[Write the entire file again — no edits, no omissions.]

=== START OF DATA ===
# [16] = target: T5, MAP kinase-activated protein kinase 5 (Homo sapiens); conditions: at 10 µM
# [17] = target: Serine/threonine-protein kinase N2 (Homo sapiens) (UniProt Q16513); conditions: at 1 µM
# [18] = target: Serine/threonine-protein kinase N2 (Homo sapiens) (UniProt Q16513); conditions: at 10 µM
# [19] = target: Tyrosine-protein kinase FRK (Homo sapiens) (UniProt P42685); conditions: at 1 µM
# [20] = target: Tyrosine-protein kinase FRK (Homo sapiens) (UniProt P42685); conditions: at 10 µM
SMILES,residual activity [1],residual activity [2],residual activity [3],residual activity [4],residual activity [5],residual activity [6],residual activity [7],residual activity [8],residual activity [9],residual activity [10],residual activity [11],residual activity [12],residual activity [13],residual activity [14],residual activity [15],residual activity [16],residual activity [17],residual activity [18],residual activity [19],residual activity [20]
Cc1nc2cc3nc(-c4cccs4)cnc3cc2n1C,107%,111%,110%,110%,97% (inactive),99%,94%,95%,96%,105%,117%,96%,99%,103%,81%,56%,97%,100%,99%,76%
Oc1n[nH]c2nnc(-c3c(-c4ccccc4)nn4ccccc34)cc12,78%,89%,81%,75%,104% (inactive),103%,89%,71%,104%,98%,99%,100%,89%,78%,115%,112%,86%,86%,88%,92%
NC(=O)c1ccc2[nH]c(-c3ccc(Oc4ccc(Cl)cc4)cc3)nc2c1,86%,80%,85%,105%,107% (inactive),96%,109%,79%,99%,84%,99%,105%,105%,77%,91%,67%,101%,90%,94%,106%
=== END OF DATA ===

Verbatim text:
# [16] = target: T5, MAP kinase-activated protein kinase 5 (Homo sapiens); conditions: at 10 µM
# [17] = target: Serine/threonine-protein kinase N2 (Homo sapiens) (UniProt Q16513); conditions: at 1 µM
# [18] = target: Serine/threonine-protein kinase N2 (Homo sapiens) (UniProt Q16513); conditions: at 10 µM
# [19] = target: Tyrosine-protein kinase FRK (Homo sapiens) (UniProt P42685); conditions: at 1 µM
# [20] = target: Tyrosine-protein kinase FRK (Homo sapiens) (UniProt P42685); conditions: at 10 µM
SMILES,residual activity [1],residual activity [2],residual activity [3],residual activity [4],residual activity [5],residual activity [6],residual activity [7],residual activity [8],residual activity [9],residual activity [10],residual activity [11],residual activity [12],residual activity [13],residual activity [14],residual activity [15],residual activity [16],residual activity [17],residual activity [18],residual activity [19],residual activity [20]
Cc1nc2cc3nc(-c4cccs4)cnc3cc2n1C,107%,111%,110%,110%,97% (inactive),99%,94%,95%,96%,105%,117%,96%,99%,103%,81%,56%,97%,100%,99%,76%
Oc1n[nH]c2nnc(-c3c(-c4ccccc4)nn4ccccc34)cc12,78%,89%,81%,75%,104% (inactive),103%,89%,71%,104%,98%,99%,100%,89%,78%,115%,112%,86%,86%,88%,92%
NC(=O)c1ccc2[nH]c(-c3ccc(Oc4ccc(Cl)cc4)cc3)nc2c1,86%,80%,85%,105%,107% (inactive),96%,109%,79%,99%,84%,99%,105%,105%,77%,91%,67%,101%,90%,94%,106%